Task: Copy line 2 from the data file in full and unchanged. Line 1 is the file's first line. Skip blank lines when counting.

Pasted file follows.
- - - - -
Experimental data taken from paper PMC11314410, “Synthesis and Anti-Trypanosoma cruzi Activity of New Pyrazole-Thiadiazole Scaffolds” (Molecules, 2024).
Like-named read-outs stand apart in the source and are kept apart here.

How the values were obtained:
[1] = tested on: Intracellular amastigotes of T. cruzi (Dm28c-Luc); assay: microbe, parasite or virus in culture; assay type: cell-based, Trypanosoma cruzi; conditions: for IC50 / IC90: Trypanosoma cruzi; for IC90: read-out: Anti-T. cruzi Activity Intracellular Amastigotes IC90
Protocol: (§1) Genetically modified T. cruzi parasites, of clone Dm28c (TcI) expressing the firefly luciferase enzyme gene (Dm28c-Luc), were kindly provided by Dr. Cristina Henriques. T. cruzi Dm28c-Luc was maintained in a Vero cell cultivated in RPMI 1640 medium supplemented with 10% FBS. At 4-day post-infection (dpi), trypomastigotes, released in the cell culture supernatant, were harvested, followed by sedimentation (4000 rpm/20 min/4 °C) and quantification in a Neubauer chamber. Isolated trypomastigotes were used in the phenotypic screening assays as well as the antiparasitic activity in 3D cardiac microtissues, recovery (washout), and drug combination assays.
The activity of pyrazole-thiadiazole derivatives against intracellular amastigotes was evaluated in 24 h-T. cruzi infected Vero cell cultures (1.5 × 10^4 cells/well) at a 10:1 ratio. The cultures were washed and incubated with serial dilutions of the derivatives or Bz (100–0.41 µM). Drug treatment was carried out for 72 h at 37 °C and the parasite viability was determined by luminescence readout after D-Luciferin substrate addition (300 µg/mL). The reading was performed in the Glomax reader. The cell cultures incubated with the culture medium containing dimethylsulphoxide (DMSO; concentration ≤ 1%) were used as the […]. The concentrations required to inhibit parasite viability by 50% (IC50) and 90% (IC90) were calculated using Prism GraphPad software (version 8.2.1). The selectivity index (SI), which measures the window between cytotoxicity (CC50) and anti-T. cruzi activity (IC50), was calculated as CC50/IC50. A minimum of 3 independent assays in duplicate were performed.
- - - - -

Like-named read-outs stand apart in the source and are kept apart here.